I’ve always heard the Italian term “al denté” and basically knew what it meant. It wasn’t until observing Italian Chef, Lorenzo Boni, demonstrating on behalf of Barilla Brand Pastas during the two-day festival ” Taste of Atlanta”, that it was driven home as he went into depth on “al denté”. I couldn’t wait to get home and make my version of this pasta dish.
Basically, al denté means to cook just under soft. In other words enough firmness to give “chew” to the pasta. Obviously, not tough but not softened. All that aside, Chef Boni’s tip for good pasta is to remove the pasta from the water just under al denté. So, if the directions on the box say 10 minutes, cook for eight. Then, add the pasta to a pan of vegetables or sauce so the pasta can marry the flavors and continue cooking for about a minute longer. If the pan of pasta and vegetables seem “tight” , add a bit of water from the pan of pasta. This part is hard for me to remember because I have one of those pan’s that has a lid with holes in it. In my scenario, I need to remove a cup of water before I turn over the pan with the holey lid.
Do you ever have trouble removing the pasta from the pan to the plate without the pasta slippin’ and slidin’ everywhere but onto the plate? Here is a good tip. Take a large two prong Serving Fork along with a Ladle and pick up the pasta and place in the ladle. Now twirl until all the pasta is in the ladle as Chef Boni demonstrates in the photo below.
This twirling method really works.
For the dish plated in the featured image above, the following is the mise en place of ingredients.
One Butternut Squash, halved then quartered. Remove seeds, Cut elongated slices of squash from within the rind then cut into chunks.
One Zucchini halved then quartered and cut into chunks.
One Eggplant cut into chunks
Four to five Plum tomatoes cut into chunks. (Alternative) One can of San Marzano or Muir Glen Brand of Chopped Tomatoes.
One clove garlic, minced.
One medium yellow or sweet onion, thinly sliced.
Salt and Pepper to taste
Pecorino Romano or Parmesan Cheese
Place the vegetables on a sheet pan and roast in a preheated oven at 425°F for approximately 15 minutes.
Meanwhile, the water for the pasta should be close to boiling. Be sure to add salt to season the pasta. Add the pasta when the vegetables have been roasting ten minutes.
After 15 minutes remove the vegetables from the oven and place into a heated sauté pan with a drizzle of olive oil. Season with salt and pepper to taste. When the pasta is just under “al denté” add to the vegetables and mix well. Add a scoop of pasta water to the pan to moisten the vegetables and pasta.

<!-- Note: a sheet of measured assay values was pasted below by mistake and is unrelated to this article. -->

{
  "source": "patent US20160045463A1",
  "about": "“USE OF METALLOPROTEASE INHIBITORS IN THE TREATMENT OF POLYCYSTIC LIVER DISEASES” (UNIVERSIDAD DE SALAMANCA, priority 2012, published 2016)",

After serving onto a plate, sprinkle with a little fresh basil and grated Pecorino Romano or Parmesan Cheese.
Last weekend I was one of the four photographers fortunate to be hired to document the annual event “Taste of Atlanta”. First up on the Kitchen Stadium were three Culinary Students from South Forsyth County School, Cumming Georgia.
Every year, 20 finalist (schools) from across America come together for a day long, one hour, hot food, iron chef like cookoff. South Forsyth placed 2nd in the Nation this past March losing by, get this… a speck of pepper on the plate.
Observing them work on this kitchen stage was quite rewarding for me. I love to see young adults perform with such discipline. Imagine at 17 years old, producing a meal in front of Master Chefs. It reminded me of a television program I watched about becoming a “Master Chef”. The grueling task each chef had to perform just to receive the title “Master”. I know why I’m just a home chef…no pressure.
I came home from that weekend of photographing and observing many chefs demonstrate for the patrons of Taste of Atlanta and decided I had to try the Pan Seared Scallops with a Caribbean Flare.
Most of the ingredients can be prepared in advance to save time when ready to cook. The dry ingredients can be combined well ahead and saved in a container. The onion, corn, celery Jalapeño, Chives and Cilantro can be cut up and placed in containers or storage bags. This leaves the garlic and bacon (not included above) to prepare just before.